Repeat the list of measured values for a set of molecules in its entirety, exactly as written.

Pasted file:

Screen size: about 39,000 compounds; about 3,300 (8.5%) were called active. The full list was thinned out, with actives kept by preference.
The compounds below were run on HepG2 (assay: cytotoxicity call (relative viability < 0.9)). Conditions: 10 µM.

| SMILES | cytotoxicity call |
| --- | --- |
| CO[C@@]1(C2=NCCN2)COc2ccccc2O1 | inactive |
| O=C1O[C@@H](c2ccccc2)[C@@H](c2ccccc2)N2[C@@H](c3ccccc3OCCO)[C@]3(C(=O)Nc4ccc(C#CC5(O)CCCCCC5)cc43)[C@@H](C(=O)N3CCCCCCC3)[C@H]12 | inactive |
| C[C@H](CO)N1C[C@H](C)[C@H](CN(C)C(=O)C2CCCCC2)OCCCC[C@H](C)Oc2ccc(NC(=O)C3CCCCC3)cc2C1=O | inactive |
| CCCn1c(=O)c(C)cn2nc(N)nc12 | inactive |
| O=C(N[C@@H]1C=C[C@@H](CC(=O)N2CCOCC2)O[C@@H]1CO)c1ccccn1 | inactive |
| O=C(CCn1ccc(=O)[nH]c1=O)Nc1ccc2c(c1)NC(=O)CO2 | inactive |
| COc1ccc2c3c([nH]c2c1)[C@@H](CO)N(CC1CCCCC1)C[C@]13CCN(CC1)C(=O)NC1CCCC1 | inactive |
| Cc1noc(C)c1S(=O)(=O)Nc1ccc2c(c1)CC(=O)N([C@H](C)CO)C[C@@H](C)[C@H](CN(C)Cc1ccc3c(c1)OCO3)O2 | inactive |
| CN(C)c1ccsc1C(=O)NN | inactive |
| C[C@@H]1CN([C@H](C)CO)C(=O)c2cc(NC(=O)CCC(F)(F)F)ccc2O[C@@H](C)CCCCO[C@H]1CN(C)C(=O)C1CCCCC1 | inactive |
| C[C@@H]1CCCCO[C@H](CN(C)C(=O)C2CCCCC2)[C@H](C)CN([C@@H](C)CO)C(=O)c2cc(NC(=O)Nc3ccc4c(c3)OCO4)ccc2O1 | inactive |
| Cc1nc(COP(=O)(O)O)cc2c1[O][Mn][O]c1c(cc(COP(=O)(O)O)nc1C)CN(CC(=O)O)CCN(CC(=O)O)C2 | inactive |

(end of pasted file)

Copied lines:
Screen size: about 39,000 compounds; about 3,300 (8.5%) were called active. The full list was thinned out, with actives kept by preference.
The compounds below were run on HepG2 (assay: cytotoxicity call (relative viability < 0.9)). Conditions: 10 µM.

| SMILES | cytotoxicity call |
| --- | --- |
| CO[C@@]1(C2=NCCN2)COc2ccccc2O1 | inactive |
| O=C1O[C@@H](c2ccccc2)[C@@H](c2ccccc2)N2[C@@H](c3ccccc3OCCO)[C@]3(C(=O)Nc4ccc(C#CC5(O)CCCCCC5)cc43)[C@@H](C(=O)N3CCCCCCC3)[C@H]12 | inactive |
| C[C@H](CO)N1C[C@H](C)[C@H](CN(C)C(=O)C2CCCCC2)OCCCC[C@H](C)Oc2ccc(NC(=O)C3CCCCC3)cc2C1=O | inactive |
| CCCn1c(=O)c(C)cn2nc(N)nc12 | inactive |
| O=C(N[C@@H]1C=C[C@@H](CC(=O)N2CCOCC2)O[C@@H]1CO)c1ccccn1 | inactive |
| O=C(CCn1ccc(=O)[nH]c1=O)Nc1ccc2c(c1)NC(=O)CO2 | inactive |
| COc1ccc2c3c([nH]c2c1)[C@@H](CO)N(CC1CCCCC1)C[C@]13CCN(CC1)C(=O)NC1CCCC1 | inactive |
| Cc1noc(C)c1S(=O)(=O)Nc1ccc2c(c1)CC(=O)N([C@H](C)CO)C[C@@H](C)[C@H](CN(C)Cc1ccc3c(c1)OCO3)O2 | inactive |
| CN(C)c1ccsc1C(=O)NN | inactive |
| C[C@@H]1CN([C@H](C)CO)C(=O)c2cc(NC(=O)CCC(F)(F)F)ccc2O[C@@H](C)CCCCO[C@H]1CN(C)C(=O)C1CCCCC1 | inactive |
| C[C@@H]1CCCCO[C@H](CN(C)C(=O)C2CCCCC2)[C@H](C)CN([C@@H](C)CO)C(=O)c2cc(NC(=O)Nc3ccc4c(c3)OCO4)ccc2O1 | inactive |
| Cc1nc(COP(=O)(O)O)cc2c1[O][Mn][O]c1c(cc(COP(=O)(O)O)nc1C)CN(CC(=O)O)CCN(CC(=O)O)C2 | inactive |